Braff plays Henry, an American living in Canada. He's a glib, self-satisfied drug dealer who spends his nights taking calls and hopping from club to club to find his anxious clients -- when they call, he listens for a few seconds, doesn't say anything, and hangs up. While searching for one client's house, he turns the wrong way down a one-way street and can't stop his car in time to avoid hitting Nathalie (Isabelle Blais). Nathalie gets off with a mild concussion, but her baby, only a few weeks away from delivery, does not survive. As she spirals a deep depression, she finds herself moving away from her overworked, emotionless husband (Patrick Labbé), and clinging to the memory of the baby.
Despite a few plot contrivances, the character of Nathalie is complex and compelling. Blais has a couple of good scenes reacting to Labbé's emotional obliviousness, and Chow's idea that Nathalie is forced to keep carrying the baby after its death (doctors feel it's too traumatic for her to complete a stillborn delivery so soon after the accident) is really haunting and sad. But Chow would rather focus on Henry, busy digging his own grave: he enlists Johnny (Julian Lo), son of the owners of the Chinese restaurant Henry is living above, to find out what happened to Nathalie after the accident. This leads to Henry following her, which leads to him meeting her, and, suddenly, her moving in with him as her marriage finally collapses. I suppose many writers prefer the challenge of writing from a perspective unlike their own, but it's unusual how Chow has created a female character with a uniquely feminine trauma, and then ditched her to spotlight Henry instead.
Of course, it would also make sense if Henry was an interesting character, but he isn't. Sometimes good people accidentally do bad things, Chow and Braff don't have any light to shine on this idea. Part of it is Braff's performance: although he delivers a few douchebag lines at the beginning, there's never any sense Henry was less than a genuinely nice person, and his sadness frequently registers as very "wounded puppy dog" instead of "emotional wreck." As for Chow, she robs us of Henry's crucial post-accident panic, skipping right to Nathalie awakening in the hospital, so we never see that transformation. Instead, she treats us to a whole encyclopedia's worth of tired moments, like a session of Goofy Bonding (the two play hopscotch with a bottle of scotch), the Tender Moment (Henry reads to Nathalie after she has a bad dream), and the Failed Confession (Nathalie thinks Henry is going to talk about completing the delivery). She can't even resist allowing a hint of romantic attraction to seep into a scene, even though it would make perfect sense at that particular moment for Henry to reject it.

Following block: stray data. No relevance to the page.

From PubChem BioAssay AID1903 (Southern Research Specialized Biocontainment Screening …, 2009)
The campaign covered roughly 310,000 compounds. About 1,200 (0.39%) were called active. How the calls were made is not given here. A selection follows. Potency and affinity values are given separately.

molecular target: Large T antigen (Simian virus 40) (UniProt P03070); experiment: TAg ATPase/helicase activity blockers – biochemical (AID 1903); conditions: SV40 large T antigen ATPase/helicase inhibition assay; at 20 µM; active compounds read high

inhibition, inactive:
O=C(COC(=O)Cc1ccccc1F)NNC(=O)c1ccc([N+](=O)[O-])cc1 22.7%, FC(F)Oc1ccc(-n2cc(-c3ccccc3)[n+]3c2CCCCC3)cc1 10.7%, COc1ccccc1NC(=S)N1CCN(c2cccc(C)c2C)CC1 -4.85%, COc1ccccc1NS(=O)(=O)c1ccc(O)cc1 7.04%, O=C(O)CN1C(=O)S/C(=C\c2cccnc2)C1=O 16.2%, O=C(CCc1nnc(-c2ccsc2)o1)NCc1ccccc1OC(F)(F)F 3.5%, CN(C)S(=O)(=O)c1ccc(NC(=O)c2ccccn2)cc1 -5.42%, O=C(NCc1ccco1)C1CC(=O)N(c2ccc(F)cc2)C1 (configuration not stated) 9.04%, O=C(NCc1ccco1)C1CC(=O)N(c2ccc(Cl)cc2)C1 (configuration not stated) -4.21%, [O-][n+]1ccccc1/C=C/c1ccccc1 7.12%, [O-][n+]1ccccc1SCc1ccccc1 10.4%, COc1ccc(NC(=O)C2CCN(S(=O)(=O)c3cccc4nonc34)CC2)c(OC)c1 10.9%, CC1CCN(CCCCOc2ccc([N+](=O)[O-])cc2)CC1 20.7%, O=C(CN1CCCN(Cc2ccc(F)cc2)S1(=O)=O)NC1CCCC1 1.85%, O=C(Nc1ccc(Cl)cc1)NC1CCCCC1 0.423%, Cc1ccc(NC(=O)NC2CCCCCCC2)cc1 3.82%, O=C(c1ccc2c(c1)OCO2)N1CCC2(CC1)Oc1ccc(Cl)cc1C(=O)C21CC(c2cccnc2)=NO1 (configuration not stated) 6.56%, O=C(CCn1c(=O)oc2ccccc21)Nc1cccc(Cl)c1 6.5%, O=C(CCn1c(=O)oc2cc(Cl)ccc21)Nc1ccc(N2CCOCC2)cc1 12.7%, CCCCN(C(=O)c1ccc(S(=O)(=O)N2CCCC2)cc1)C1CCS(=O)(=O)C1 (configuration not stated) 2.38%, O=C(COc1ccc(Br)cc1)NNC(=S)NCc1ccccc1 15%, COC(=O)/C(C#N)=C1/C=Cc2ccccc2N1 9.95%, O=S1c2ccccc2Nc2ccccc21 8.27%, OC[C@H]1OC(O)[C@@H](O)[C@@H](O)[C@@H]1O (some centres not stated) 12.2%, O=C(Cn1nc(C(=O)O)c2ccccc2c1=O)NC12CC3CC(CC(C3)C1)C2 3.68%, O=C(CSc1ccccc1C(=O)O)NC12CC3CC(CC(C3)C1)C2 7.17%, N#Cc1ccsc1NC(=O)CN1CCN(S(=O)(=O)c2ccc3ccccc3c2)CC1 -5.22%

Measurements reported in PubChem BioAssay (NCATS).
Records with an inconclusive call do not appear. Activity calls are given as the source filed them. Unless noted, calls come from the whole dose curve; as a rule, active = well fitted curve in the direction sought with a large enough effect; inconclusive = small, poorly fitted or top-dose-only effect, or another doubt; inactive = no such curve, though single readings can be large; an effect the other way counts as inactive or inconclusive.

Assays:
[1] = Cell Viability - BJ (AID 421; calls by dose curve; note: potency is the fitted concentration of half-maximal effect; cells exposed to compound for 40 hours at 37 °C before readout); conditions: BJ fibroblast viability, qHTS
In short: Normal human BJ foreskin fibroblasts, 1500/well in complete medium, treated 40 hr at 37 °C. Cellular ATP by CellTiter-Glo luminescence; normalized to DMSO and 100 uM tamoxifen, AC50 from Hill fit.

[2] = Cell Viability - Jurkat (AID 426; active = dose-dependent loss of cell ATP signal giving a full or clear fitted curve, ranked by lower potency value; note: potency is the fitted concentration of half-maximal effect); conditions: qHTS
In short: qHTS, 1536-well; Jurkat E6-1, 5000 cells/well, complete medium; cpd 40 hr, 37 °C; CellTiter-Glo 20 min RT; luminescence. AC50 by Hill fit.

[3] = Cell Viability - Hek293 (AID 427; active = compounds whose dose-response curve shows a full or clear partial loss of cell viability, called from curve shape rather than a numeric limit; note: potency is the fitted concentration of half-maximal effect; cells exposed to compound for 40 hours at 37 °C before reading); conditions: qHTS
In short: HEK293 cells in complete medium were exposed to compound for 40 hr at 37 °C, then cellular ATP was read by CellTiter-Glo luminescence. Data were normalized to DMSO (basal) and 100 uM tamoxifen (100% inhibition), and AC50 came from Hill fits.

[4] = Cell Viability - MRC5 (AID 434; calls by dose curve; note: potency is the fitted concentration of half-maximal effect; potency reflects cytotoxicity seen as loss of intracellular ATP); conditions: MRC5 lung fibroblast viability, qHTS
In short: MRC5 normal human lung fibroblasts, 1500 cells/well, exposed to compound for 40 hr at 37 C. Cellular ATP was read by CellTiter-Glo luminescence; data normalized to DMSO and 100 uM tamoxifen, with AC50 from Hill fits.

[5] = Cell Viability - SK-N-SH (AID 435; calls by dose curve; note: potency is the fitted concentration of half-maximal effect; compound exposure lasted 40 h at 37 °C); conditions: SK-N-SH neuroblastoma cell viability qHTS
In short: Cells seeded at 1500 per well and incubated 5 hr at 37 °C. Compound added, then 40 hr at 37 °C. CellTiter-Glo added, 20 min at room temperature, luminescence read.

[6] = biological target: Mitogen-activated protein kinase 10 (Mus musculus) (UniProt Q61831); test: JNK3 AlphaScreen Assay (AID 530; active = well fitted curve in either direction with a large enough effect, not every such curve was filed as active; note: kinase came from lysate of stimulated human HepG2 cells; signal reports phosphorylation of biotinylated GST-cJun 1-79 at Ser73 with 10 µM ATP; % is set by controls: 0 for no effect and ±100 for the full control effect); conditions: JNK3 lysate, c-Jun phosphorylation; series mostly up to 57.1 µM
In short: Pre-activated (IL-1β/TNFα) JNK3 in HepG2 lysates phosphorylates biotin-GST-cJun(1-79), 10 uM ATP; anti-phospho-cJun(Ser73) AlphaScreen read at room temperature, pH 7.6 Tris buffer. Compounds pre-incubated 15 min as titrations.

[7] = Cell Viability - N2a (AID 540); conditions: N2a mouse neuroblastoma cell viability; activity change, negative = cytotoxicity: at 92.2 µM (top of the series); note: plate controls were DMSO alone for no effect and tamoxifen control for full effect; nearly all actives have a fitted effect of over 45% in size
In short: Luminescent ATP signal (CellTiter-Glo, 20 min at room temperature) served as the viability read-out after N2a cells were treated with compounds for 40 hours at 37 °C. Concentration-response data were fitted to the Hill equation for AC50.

As the film progresses, each development in Henry and Nathalie's relationship requires a larger investment of the audience's suspension of disbelief, all while Chow continues to ignore Nathalie's feelings by reflecting them through Henry's shallow reactions. If more of the relationship (and inevitable fallout) were played from Nathalie's perspective, The High Cost of Living might have been able to scratch at some true emotional conflict. One such moment, between Nathalie and Johnny, is heart-stopping and evocative, putting the audience into Nathalie's shoes for one reeling moment. Sadly, Chow quickly resumes telling the story from the outside in, more concerned with the (tired) surface details of the story than exploring those details through her characters.
The Video and Audio
For some strange reason, the disc defaulted to Dolby Digital 2.0 instead of the 5.1 track. The 5.1 track has much better ambience: early club scenes give the movie some chances to create an immersive atmosphere, and there is an interesting moment late in the movie when the sound of a car radio fights with the score as a dramatic device. However, the film is mostly quiet dialogue scenes, which are clear and free of noise. Since the film is set in Canada, about half the dialogue is in French, with burned-in English subs. If your TV has closed captioning functions, that option is available, and they do not play over the French dialogue. (Note: the packaging reads "English and French with English subtitles," in reference to the dialogue only; the two tracks here only contain the mixed language as opposed to the disc containing separate "English" and "French" tracks.)
A Tribeca/American Express promo (featuring the short Mr. Stache) and trailers for Non-Educated Delinquents and The Bleeding House play before the main menu. No trailer for The High Cost of Living is included.